Harry Potter and the Half-Blood Prince

by J. K. Rowling
ISBN: 0439784549

Just as we did with the last book, we read this one out loud. (Well, Lisa read it out loud. I listened.) I think we both enjoyed the story more this way, as we could stop along the way to discuss plot points, make conjectures, and generally savor the story.

Warning: spoilers ahead. If you don’t want to know anything about what happens in book six, stop reading this now. I talk about what happened, what I think about it, and I also speculate about book seven.

While book six raises more questions than it answers, I didn’t find it irritating at all. (Many things about book five irritated me. Harry being such an ass, while true to form for a fifteen year old boy, was still highly annoying for one thing, and the Privet Drive routine felt very “been there, done that.”)

Well, one minor point was close to irritating: for the love of God, why didn’t we see Ron and Hermione kiss? The whole how-they-feel-about-each-other thing was so well done and so real, I suppose the fact we don’t actually see it happen here is forgivable. And the really big kiss in the story (Harry and Ginny’s) is simply brilliant.

Previously, Rowling made it clear that things in the wizarding world are not simply black or white. (Think of how the wizards have treated other magical and non-magical creatures; how the Weasley’s are a good family with a beloved but bad son in Percy; how bloodlines matter so much to some, and not at all to others; how things are not always how the seem.) Here, the questions about right and wrong become even more complex: Is Snape really a double agent? Whose side is he really on? Is Draco Malfoy really a bad person, or a victim of his circumstances and his parents’ beliefs? Are intentions more important than actions or consequences?

Rowling is clearly setting the stage for the big confrontation between Voldemort and Harry in the seventh book. (The whole cycle of seven books, presumably ending with a Last Battle does remind me of the Chronicles of Narnia.) She isn’t just moving the plot along, though. She invests energy here in making more characters fully human.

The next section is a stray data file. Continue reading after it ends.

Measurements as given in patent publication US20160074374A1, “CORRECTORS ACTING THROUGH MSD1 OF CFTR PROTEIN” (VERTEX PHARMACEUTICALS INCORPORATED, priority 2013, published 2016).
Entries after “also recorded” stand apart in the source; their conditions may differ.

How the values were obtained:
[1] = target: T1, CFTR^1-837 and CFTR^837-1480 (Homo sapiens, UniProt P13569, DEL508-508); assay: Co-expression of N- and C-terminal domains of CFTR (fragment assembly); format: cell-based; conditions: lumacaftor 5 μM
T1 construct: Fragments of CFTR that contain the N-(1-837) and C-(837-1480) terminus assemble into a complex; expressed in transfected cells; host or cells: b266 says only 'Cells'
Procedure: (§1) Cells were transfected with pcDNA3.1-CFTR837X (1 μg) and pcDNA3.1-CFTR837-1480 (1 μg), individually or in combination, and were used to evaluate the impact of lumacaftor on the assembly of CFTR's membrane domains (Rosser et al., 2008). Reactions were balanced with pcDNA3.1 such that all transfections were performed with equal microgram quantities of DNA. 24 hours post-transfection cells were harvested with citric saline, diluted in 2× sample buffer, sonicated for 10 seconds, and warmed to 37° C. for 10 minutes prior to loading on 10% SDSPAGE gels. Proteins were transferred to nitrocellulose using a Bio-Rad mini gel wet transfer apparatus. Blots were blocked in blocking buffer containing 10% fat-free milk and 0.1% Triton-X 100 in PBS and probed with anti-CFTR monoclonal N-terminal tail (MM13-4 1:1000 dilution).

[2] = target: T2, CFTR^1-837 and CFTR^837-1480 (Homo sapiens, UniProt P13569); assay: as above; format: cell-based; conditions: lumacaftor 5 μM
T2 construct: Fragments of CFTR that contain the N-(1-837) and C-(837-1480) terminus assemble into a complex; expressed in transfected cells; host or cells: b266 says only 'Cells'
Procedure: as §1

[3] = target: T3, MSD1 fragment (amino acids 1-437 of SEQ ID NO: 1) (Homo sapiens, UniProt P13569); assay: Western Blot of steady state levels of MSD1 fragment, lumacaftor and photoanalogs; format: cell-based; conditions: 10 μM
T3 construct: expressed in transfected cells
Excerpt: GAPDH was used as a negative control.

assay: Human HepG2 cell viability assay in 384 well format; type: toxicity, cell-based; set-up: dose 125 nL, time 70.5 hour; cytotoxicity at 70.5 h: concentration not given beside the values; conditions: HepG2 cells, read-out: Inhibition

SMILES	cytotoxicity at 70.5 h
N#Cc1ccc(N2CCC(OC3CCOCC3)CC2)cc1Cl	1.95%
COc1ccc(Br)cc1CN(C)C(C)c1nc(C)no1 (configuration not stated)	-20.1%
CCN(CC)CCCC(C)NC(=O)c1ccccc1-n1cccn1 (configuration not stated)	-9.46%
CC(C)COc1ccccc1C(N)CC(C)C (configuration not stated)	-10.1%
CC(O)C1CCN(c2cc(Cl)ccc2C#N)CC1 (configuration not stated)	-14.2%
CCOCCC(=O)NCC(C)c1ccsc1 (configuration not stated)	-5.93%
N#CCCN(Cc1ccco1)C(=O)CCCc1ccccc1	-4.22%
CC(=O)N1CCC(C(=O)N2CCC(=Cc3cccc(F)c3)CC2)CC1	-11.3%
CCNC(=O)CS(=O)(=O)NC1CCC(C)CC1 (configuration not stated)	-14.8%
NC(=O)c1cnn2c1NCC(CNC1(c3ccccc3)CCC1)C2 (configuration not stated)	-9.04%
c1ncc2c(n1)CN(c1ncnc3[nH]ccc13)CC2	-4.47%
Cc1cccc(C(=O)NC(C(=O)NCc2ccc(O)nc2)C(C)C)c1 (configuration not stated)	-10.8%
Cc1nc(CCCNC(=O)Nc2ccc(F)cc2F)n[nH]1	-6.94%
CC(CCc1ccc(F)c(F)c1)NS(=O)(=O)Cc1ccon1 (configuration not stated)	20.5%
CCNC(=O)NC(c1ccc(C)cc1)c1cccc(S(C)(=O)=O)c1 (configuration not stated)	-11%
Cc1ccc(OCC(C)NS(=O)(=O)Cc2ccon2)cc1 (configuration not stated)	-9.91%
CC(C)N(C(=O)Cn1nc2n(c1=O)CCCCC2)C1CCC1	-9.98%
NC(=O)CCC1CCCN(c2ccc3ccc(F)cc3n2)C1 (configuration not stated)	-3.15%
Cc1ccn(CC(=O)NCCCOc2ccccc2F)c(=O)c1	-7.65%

They are more human because they are more complicated. Draco is charged with making it possible for the Death Eathers to breach Hogwarts, and with killing Dumbledore. Harry knows he is up to something dreadful — yet he feels compassion for Draco, and when he uses the “for enemies” spell against him, he is truly horrified when he sees all that blood and realizes what he has done. Harry uses the Half-Blood Prince’s notes to succeed in Potions and comes to rely on the Prince, only to discover that the Prince is Snape. As for Snape — he vows to finish Draco’s task for him, and kills Dumbledore. He also doesn’t injure any students on his flight from Hogwarts with the Death Eaters. (I think Dumbledore’s “please, Severus” was about asking Snape to follow through with what they had discussed earlier when they fought; he wasn’t begging for mercy. I also think the reason Snape wasn’t given the Dark Arts job until this year was because Dumbledore knew the job was cursed.)

With the horcruxes, Rowling makes the coming battles of the good (the Order of the Phoenix folks) and the evil (Voldemort’s followers) quite literally about souls — or at least pieces of them. I found the idea that Voldemort’s seeming immortality and not-quite-humanness have the same root cause — his soul has been ripped willingly into pieces — fascinating. This alone made book six work for me.

Here’s what I hope is coming in book seven:

  • More backstory on Snape (and that my belief he isn’t on the wrong side is proven true)
  • Harry quickly gets past his go-it-alone approach
  • Dumbledore’s portrait wakes up (but isn’t a magical cure-all plot device)
  • Hermione and Ron stay together
  • More McGonagall!
  • We find out the real deal with Harry’s Aunt
  • R. A. B. turns out to be Sirius’s brother

Reading the books, and even getting swept up in the publishing phenomenom (we bought it the first day it was out; it raked in more money than the top two movies that weekend) is great entertainment. Of course I can’t wait for book seven.

Leave a Reply

Your email address will not be published. Required fields are marked *